Mallory Terry, who lives on a Northwest Baltimore block in Upton where half the rowhouses are vacant, wasn't expecting to see a throng of people collecting food and clothing outside the Ul-Haqq mosque when she took her two sons for a walk yesterday.
After pausing briefly to ask if the bonanza was open to anyone, she collected apples, water, soda, spaghetti, corn and two bags of clothes, blankets and toiletries. Then she graciously thanked several volunteers.
Terry, 23, said she isn't in dire straits, but as a mother of two young sons, she takes all the help she can get.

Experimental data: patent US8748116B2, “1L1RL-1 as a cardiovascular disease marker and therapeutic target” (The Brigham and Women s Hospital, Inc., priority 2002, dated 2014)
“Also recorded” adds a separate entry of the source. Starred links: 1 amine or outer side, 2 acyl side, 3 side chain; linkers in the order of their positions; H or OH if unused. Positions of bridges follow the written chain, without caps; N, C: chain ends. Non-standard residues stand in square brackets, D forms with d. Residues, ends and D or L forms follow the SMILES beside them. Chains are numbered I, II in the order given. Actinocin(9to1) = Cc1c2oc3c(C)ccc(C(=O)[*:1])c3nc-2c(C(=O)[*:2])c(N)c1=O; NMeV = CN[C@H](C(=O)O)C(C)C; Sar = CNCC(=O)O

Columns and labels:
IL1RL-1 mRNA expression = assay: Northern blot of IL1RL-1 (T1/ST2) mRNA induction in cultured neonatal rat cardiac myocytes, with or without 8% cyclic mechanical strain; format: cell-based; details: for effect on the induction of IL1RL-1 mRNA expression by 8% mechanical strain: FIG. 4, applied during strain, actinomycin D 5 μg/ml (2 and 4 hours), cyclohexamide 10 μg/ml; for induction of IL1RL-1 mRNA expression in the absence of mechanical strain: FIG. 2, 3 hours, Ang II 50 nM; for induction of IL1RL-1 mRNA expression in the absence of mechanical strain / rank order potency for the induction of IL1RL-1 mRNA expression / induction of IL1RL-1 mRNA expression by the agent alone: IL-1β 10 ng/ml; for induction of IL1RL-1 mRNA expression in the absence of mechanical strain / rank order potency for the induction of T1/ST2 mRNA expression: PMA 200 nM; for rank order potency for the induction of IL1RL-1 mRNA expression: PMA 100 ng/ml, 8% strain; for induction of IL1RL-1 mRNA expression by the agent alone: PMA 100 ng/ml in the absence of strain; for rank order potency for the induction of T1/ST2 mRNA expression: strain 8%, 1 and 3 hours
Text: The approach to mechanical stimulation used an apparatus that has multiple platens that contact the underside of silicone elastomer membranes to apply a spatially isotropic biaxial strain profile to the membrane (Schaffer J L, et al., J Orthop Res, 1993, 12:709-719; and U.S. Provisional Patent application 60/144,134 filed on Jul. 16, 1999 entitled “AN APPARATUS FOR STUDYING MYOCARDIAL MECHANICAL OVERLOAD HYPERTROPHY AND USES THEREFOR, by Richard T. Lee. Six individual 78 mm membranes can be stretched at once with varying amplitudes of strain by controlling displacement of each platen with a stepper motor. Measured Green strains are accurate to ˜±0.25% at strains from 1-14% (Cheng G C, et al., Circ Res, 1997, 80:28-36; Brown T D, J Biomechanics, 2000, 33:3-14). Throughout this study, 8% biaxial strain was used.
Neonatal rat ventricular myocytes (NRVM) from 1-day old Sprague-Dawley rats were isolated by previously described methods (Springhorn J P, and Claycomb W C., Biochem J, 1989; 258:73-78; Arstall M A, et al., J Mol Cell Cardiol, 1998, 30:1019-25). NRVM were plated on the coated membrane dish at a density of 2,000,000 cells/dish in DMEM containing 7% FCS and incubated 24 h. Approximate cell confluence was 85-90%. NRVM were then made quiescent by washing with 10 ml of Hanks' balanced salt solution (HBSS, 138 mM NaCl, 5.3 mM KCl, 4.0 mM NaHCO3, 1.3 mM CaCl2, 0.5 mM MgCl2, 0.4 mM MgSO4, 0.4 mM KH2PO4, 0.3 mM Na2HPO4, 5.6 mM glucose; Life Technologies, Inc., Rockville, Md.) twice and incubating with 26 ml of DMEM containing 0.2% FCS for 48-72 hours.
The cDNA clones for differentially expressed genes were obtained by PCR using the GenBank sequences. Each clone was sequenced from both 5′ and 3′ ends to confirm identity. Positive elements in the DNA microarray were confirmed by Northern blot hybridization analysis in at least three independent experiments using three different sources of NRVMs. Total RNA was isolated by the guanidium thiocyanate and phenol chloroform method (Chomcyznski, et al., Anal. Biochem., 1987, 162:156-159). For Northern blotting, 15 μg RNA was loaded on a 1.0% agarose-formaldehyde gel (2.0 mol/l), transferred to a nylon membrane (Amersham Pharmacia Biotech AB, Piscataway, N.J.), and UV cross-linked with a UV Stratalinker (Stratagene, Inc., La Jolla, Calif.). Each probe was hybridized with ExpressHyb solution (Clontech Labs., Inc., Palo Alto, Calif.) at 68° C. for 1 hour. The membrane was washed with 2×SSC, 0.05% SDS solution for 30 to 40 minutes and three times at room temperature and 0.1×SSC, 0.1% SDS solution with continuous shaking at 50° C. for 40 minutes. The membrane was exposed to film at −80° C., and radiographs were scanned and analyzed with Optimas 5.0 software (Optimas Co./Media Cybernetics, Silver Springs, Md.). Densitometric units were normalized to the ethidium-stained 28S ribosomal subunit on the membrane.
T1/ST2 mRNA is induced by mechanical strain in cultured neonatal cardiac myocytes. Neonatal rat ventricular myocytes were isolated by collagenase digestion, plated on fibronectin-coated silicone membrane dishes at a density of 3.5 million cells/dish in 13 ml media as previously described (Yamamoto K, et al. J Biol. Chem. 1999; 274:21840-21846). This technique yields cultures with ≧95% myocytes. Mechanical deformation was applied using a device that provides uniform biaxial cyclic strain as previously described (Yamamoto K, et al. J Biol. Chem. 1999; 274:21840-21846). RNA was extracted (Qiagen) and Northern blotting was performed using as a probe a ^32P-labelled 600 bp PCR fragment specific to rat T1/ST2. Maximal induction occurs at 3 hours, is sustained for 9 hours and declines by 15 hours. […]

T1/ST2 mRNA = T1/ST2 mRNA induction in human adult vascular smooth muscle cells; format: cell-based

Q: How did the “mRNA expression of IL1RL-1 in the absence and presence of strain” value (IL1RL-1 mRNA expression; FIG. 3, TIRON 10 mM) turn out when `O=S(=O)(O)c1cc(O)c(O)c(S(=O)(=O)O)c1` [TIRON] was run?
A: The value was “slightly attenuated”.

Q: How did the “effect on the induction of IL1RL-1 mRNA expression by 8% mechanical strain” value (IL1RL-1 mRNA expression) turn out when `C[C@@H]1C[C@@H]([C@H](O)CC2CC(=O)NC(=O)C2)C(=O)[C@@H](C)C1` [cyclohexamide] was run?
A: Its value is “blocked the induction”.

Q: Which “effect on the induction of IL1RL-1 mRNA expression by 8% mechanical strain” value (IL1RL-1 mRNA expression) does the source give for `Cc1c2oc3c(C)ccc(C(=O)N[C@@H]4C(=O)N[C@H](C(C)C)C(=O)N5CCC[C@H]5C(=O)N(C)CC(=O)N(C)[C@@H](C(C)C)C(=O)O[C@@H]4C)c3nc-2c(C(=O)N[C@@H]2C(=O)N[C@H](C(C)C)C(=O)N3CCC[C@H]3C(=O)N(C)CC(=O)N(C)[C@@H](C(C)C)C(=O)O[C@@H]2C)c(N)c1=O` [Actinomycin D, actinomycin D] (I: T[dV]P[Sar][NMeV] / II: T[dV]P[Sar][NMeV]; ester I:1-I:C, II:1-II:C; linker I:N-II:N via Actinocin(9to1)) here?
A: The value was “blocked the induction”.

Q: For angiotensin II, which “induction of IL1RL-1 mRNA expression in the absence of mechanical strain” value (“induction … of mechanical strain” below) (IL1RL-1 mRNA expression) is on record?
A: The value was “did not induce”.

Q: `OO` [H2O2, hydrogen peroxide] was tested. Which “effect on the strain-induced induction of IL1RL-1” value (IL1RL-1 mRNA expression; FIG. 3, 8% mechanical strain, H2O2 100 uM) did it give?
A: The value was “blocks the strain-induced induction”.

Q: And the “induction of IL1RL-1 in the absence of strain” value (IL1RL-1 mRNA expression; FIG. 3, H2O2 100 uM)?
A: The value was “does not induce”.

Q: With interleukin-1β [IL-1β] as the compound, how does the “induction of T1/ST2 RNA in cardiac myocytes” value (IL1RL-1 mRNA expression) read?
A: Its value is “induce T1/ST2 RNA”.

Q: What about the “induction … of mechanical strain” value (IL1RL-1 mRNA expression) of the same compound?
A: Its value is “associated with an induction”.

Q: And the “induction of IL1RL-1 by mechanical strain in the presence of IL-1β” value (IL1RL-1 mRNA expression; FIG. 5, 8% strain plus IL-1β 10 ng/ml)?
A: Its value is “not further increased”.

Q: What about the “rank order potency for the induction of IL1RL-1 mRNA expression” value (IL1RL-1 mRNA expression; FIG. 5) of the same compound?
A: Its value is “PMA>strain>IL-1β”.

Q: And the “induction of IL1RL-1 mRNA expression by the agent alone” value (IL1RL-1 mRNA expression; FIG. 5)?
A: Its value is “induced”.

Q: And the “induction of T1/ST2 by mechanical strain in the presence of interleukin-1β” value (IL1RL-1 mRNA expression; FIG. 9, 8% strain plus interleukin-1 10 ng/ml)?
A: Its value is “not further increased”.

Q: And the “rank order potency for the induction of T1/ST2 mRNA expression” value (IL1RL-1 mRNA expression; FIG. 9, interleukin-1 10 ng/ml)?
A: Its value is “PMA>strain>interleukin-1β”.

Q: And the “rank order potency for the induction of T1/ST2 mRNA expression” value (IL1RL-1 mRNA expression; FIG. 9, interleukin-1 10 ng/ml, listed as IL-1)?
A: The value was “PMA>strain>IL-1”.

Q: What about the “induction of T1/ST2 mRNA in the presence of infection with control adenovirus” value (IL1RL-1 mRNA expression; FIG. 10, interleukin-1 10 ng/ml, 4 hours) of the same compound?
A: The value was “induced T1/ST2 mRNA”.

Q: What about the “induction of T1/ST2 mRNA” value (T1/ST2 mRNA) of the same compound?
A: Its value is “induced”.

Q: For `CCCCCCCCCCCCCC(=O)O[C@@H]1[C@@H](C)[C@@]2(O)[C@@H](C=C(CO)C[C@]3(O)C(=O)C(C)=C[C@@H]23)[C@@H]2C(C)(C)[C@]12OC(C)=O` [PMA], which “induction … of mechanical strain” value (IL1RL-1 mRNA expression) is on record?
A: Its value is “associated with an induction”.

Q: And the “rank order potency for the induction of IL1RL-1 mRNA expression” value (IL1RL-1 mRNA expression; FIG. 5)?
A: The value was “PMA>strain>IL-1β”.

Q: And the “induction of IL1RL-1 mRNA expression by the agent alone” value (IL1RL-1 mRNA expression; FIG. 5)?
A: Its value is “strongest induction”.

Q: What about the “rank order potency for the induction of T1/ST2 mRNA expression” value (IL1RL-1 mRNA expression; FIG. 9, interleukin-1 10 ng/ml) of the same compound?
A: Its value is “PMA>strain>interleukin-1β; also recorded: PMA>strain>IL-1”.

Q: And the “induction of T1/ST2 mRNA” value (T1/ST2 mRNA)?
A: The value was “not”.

"We need more things like this to help the community," she said, before calling out for her 4-year-old son Josiah to return to her side. "A lot of people around here don't have enough to buy food and can't get enough to eat."
Several dozen volunteers provided about 600 people with food, clothing and health screenings yesterday as part of the seventh annual Humanitarian Day, in which Muslims in 19 cities are expected to feed 25,000 over the weekend in an effort to serve others during the holy month of Ramadan. The national event was coordinated by Islamic Relief, a global charity. Food was donated by Whole Foods and other supplies were prepared and donated by the Church of Jesus Christ of Latter-day Saints. (READ MORE)